A lot of famous people love the club and regularly visit. Who is the most unusual guest you have ever had at the 100?
Princess Anne just walked into the club one night to see Humphrey Lyttelton. Paid on the door and everything. She had a couple of halves of Guinness and a '100 Club' Lasagna and salad. She had royal constabulary with her, of course, but they were totally unobtrusive. One of her security approached me and asked me to have a word with anyone who may start bending her ear, but the opposite happened. As soon as she sat down with her husband, the people around her did a double take and stated to slowly shift away from her as if in fear. She was wonderful. Brian Johnson and Angus Young used to come down with Robert Plant to see the Big Town Playboys. David Bowie and Mick Jagger came down to see James 'Blood' Ulmer an American blues guitarist and left pretty soon after the show started because the promoter got so excited, he kept whipping the ashtray off the table they were sitting at and replacing it with a new one every time Bowie flicked his fag ash into it. I did warn him... I became good mates with Mick Avory, the Kinks drummer who used to come down every Friday night, and now Fearne Cotton, Edith Bowman and Samantha Morton come along now and again to get their Rock'n'Roll fix along with an off duty Oasis member or Arctic Monkey.
Out of any music artist who hasn't played the 100 - who would you like to play the the famous stage and why
I would love to have seen Bowie circa 71- 79 and of course, Johnny Cash, The Specials and Nirvana. The Stone Roses and Radiohead wouldn't be turned away either!! I'd love to see the Foo Fighters and Green Day too. We nearly had Green Day a couple of years back and I know they're fans of the club so you never know...
Looking at the amazing images that will be featured in the Exhibition - does it make you really proud as to what you and your family have achieved over the last 60 years?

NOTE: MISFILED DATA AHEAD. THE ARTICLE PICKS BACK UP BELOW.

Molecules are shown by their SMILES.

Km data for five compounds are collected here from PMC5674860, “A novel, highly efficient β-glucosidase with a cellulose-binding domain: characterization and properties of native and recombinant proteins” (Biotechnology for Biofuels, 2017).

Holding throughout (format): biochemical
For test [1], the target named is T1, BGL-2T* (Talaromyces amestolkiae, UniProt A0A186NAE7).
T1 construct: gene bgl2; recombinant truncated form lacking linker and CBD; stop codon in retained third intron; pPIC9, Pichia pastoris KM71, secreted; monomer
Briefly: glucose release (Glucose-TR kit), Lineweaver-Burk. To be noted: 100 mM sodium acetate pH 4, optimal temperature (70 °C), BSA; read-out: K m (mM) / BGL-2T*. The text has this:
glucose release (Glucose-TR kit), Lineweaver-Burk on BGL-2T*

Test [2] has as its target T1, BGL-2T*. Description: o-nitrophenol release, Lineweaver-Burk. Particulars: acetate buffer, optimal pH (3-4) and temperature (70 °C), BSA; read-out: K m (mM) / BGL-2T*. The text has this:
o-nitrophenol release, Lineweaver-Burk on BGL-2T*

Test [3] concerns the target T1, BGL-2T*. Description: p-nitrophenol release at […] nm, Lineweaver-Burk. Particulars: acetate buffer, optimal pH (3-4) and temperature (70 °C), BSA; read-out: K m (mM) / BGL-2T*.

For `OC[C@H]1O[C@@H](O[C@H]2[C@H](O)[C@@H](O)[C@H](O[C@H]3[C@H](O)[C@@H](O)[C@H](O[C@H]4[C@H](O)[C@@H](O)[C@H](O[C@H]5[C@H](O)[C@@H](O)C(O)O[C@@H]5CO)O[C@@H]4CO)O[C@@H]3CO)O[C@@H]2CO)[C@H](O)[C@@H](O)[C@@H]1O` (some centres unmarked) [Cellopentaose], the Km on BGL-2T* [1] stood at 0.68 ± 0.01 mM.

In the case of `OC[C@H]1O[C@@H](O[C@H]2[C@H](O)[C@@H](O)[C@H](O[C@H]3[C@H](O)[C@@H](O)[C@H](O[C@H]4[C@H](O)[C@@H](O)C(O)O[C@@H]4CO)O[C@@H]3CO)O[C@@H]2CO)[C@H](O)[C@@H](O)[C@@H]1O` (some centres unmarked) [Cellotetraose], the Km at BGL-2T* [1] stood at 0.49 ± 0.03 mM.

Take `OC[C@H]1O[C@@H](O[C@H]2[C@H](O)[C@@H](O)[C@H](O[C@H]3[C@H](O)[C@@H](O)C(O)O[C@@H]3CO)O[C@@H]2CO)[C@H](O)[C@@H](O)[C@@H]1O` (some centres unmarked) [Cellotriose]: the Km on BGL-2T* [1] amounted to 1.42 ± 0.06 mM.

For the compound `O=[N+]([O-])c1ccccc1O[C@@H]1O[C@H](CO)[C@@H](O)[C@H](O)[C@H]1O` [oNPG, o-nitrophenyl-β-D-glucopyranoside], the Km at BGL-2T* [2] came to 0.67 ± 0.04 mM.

The time for reflection will be when I'm in my 60s and on a beach somewhere. I'll think about what we have or have not achieved then. Until then I only look forward. I'm only interested in how we can add to the legacy we are trying to build here. The book isn't finished yet and I'm sure there are a lot of twists and turns left.
Your regular Jazz sessions still attract people who were coming down since the second world war. Any idea how long your oldest punter has been visiting the club?
Harry Gold, a famous British Jazz saxophonist had his 92nd birthday party here... and played the gig! That's pretty impressive. Harry had been playing here since it first opened as the Feldman Club in 1942. I know he'd been in a band since the 1920's. He died in 2003 aged 99.
Who do you rate on the current new music scene?
To be honest, I think it's pretty dull at the moment. I think we're going through a phase like we did in 96/97 when quantity rather than quality is being signed up. Everyone seems to want to be the Libertines and as a result it all sounds the same. There's not a lot of originality out there. We haven't really kicked on since the Arctic Monkeys. It says everything about where we are at, that a group of 30 somethings, Radiohead, have made far and away the best album of the last year. Well, that and the fact they are frighteningly talented.
Three generations of the Horton family have now run the legendary club. Any chance of a fourth generation picking up the baton and get the club to its 100th birthday?
I'd like them to get a proper career! Both of my children love music and the 100 Club especially. Ruby came with me to see Queens Of The Stone Age last May aged 11 and loved it. She also came to the sound check for the Sugarbabes with her friend previously and met them all and was blown away. The girls were fabulous to them both. She thinks I've got the most glamorous job ever!! It's all Jack, my son, ever talks about when you ask him what he thinks he'll do when he's older. That and play for Spurs. So who knows? He'll probably need to do both if he's serious.